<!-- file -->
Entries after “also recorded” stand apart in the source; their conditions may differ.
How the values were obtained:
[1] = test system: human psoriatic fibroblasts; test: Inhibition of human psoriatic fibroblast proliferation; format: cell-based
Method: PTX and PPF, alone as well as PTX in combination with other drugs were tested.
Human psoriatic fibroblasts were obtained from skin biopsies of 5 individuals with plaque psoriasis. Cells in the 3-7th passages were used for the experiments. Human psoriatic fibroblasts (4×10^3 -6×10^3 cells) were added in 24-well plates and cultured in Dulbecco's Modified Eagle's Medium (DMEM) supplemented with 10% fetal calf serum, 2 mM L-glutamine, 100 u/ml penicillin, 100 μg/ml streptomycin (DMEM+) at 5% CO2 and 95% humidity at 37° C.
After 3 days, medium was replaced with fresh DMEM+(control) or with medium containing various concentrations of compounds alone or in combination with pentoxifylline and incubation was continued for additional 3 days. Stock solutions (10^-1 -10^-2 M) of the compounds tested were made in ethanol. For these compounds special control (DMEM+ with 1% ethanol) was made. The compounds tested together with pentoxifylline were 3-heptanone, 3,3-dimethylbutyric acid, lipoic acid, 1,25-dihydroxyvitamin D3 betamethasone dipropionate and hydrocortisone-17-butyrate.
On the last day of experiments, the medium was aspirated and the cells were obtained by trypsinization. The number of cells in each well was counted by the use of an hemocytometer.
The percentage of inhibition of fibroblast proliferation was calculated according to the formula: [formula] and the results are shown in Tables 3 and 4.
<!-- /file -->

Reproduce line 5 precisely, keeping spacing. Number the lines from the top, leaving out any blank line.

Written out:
Human psoriatic fibroblasts were obtained from skin biopsies of 5 individuals with plaque psoriasis. Cells in the 3-7th passages were used for the experiments. Human psoriatic fibroblasts (4×10^3 -6×10^3 cells) were added in 24-well plates and cultured in Dulbecco's Modified Eagle's Medium (DMEM) supplemented with 10% fetal calf serum, 2 mM L-glutamine, 100 u/ml penicillin, 100 μg/ml streptomycin (DMEM+) at 5% CO2 and 95% humidity at 37° C.